A. Do you mean the one in which Schellenberg speaks about the agreement with the Quartermaster-General?

Q. Yes.

A. The subordination mentioned in that affidavit does not by any means give a picture of the situation in practice, nor can I imagine that that was the agreement made by Wagner. As I said, there were two types of subordination, the tactical subordination for fighting, and the economic subordination for supplies, accommodations, etc. There were those two types of subordination, but the tactical subordination, as I said, only applied in battle conditions. Then there was a third possibility, subordination for military service, troop training, and so forth, but that certainly never applied in practice.

Q. I shall now read to you the affidavit, which I propose to introduce as evidence presently, from Judge-General Mantel, who, fortunately, had discussed just that point with General Wagner, and after reading it, I should like to ask you whether the contents of the affidavit correspond with the facts in practice.

He states:

"Shortly before the beginning of the Russian campaign, I participated at the headquarters of the OKH in a conference which Quartermaster-General Wagner was having with the Chief Quartermasters of the armies in the East. Among other things, Einsatzgruppen and Einsatzkommandos of the SD in the operational zones of the Army were discussed on that occasion, and it was clearly stated that they would receive instructions for their activities exclusively from the Reichsfuehrer SS, and that the command authorities of the Army had no jurisdiction over them from the point of view of discipline and service but that, economically speaking, they could be attached to the Army."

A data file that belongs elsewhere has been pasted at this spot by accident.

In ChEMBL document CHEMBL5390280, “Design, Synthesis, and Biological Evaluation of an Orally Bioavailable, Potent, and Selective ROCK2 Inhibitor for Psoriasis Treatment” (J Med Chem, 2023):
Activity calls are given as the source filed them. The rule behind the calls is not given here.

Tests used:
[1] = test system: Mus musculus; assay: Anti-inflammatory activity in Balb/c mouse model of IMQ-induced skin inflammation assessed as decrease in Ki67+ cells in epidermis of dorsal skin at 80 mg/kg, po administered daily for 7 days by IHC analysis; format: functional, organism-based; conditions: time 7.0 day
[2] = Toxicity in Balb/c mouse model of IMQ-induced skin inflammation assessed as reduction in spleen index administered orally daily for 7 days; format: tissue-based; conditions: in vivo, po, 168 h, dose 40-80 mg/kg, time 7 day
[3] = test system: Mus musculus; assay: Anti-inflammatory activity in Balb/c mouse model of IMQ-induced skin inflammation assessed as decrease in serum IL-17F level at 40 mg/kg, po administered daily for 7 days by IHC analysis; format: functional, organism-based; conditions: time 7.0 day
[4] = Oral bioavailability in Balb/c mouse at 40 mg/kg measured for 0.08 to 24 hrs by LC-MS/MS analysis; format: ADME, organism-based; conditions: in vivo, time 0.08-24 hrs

I now want to ask you: Do the contents of this affidavit in regard to the Einsatz groups and their subordination correspond to the facts in practice?

A. In the statement of Ohlendorf it is pointed out that Himmler gave his orders to the Einsatz groups, for instance at Nikolajev, orally and only directly to them, and that Army agencies did not hear anything about them becomes apparent from the following which I heard afterwards here in Nuremberg; even though Himmler was at that time in Nikolajev where the Army Supreme Command, then under General von Schobert, was situated, he did not visit the Army Supreme Command, although he was well acquainted with Schobert. That shows that he intentionally refrained from mentioning his plans.

DR. LATERNSER: Thank you.

I have no further questions to the witness.

[Page 86]

THE PRESIDENT: The Tribunal will adjourn.

(A recess was taken.)

THE PRESIDENT: Mr. Dodd, the Tribunal would like to hear the submission of the prosecution with reference to Dr. Sauter's application.

MR. DODD: My Lord, I have the following statement to make to the Tribunal. I understand that the application asks for the striking out of the Pohl affidavit and the permission that Funk again takes the stand. I should like to oppose the application to strike out the Pohl affidavit. It seems to us that it is highly material in this case, and if anything, although I doubt very much that even the necessity for recalling or calling Pohl for cross-examination exists but if anything is necessary that might be it. The defendant Funk, it seems to us, has had a rather full opportunity when he was on the stand. I asked him when he started to do business with the SS, if the Tribunal will recall, and I think I went rather fully into all possible phases at that time of relationships between the defendant Funk and the SS, and there was a denial on the part of the defendant Funk. Furthermore, he will have an opportunity, I assume, in the last statement, to say something, if the Tribunal saw fit to permit it, with respect to anything new that might have arisen out of the Pohl affidavit.

THE PRESIDENT: Yes, but the Pohl affidavit is entirely new, is it not?

MR. DODD: Well, sir, it is new, but it really covers only one new matter and that is the matter of the textile business that we alleged went on between the SS and the Reichsbank and the defendant Funk. The matter of the jewellery and all the other things I think were gone into.

THE PRESIDENT: I did not mean that it dealt with entirely new subject matter, but it is the evidence of a new witness upon that subject matter.

MR. DODD: Yes, yes, it is.

THE PRESIDENT: And as the defendant Funk has not had an opportunity to deny it upon oath, it may be that the Tribunal will think it right to grant him that opportunity. There are two quite distinct questions, first of all, as to whether Pohl's affidavit should be struck out, and secondly, whether Funk should be called.